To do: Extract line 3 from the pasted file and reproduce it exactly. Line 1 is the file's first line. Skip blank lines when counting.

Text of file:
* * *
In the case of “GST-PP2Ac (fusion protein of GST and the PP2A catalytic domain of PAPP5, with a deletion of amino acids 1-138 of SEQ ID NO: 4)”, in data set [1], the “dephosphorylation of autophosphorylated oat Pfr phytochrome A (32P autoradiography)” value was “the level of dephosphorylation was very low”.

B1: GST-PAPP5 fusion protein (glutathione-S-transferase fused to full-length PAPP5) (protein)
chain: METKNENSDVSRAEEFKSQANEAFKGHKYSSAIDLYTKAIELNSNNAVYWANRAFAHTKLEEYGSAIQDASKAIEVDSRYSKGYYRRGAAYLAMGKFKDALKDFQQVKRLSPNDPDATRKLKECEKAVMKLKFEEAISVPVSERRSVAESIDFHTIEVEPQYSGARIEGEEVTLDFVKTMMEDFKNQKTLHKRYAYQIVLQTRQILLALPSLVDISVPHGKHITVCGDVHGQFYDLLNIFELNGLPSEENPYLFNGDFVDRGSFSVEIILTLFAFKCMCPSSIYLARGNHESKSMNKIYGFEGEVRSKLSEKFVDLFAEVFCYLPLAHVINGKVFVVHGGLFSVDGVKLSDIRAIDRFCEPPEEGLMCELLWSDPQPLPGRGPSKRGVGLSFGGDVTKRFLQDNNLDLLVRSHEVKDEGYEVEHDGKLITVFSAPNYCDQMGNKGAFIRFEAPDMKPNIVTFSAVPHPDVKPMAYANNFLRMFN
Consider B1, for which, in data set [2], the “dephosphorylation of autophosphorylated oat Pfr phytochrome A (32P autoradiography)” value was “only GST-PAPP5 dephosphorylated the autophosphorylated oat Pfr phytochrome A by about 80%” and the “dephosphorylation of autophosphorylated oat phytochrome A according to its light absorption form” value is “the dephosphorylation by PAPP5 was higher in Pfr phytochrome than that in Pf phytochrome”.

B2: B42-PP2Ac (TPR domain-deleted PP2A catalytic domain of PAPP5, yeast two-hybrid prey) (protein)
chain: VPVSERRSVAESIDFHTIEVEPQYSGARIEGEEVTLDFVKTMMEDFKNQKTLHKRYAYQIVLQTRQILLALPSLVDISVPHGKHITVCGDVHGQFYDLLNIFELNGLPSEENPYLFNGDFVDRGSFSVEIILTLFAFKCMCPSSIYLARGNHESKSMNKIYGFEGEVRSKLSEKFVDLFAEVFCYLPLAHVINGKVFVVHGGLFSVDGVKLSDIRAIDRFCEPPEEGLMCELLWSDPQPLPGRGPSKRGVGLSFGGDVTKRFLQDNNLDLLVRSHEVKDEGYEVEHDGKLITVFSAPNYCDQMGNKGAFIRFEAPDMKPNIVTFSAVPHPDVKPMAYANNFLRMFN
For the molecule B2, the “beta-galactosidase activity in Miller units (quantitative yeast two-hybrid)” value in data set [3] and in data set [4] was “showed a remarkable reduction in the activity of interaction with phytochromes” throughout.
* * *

chain: METKNENSDVSRAEEFKSQANEAFKGHKYSSAIDLYTKAIELNSNNAVYWANRAFAHTKLEEYGSAIQDASKAIEVDSRYSKGYYRRGAAYLAMGKFKDALKDFQQVKRLSPNDPDATRKLKECEKAVMKLKFEEAISVPVSERRSVAESIDFHTIEVEPQYSGARIEGEEVTLDFVKTMMEDFKNQKTLHKRYAYQIVLQTRQILLALPSLVDISVPHGKHITVCGDVHGQFYDLLNIFELNGLPSEENPYLFNGDFVDRGSFSVEIILTLFAFKCMCPSSIYLARGNHESKSMNKIYGFEGEVRSKLSEKFVDLFAEVFCYLPLAHVINGKVFVVHGGLFSVDGVKLSDIRAIDRFCEPPEEGLMCELLWSDPQPLPGRGPSKRGVGLSFGGDVTKRFLQDNNLDLLVRSHEVKDEGYEVEHDGKLITVFSAPNYCDQMGNKGAFIRFEAPDMKPNIVTFSAVPHPDVKPMAYANNFLRMFN